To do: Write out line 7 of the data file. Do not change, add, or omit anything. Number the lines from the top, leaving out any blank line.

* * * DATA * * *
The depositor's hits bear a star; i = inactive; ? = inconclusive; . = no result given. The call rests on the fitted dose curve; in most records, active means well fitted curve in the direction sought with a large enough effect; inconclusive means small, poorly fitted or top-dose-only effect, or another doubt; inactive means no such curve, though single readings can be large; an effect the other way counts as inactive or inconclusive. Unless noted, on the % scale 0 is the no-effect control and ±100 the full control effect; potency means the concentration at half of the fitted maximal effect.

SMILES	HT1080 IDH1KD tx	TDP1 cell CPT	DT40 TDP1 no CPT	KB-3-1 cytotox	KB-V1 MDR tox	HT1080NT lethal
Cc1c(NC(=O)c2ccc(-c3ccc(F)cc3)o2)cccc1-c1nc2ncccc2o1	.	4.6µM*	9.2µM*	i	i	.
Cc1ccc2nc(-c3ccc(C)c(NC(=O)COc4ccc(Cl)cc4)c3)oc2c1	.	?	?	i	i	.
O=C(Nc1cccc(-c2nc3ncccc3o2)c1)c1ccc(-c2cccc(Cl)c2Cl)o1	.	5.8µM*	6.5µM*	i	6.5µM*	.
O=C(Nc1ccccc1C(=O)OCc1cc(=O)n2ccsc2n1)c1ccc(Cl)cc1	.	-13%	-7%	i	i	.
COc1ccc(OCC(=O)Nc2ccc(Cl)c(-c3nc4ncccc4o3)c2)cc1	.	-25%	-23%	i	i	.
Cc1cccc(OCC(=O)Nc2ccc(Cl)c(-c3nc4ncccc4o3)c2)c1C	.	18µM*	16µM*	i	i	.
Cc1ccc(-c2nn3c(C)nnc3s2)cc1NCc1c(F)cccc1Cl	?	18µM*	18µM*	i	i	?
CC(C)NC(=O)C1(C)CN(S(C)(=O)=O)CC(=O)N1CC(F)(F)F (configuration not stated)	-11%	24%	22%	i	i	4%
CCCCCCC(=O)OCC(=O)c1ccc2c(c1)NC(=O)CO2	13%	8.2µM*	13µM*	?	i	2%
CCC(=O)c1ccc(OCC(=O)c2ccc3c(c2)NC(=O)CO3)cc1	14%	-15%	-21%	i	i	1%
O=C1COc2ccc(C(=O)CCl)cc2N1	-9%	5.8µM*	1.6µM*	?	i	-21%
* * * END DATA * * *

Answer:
COc1ccc(OCC(=O)Nc2ccc(Cl)c(-c3nc4ncccc4o3)c2)cc1	.	-25%	-23%	i	i	.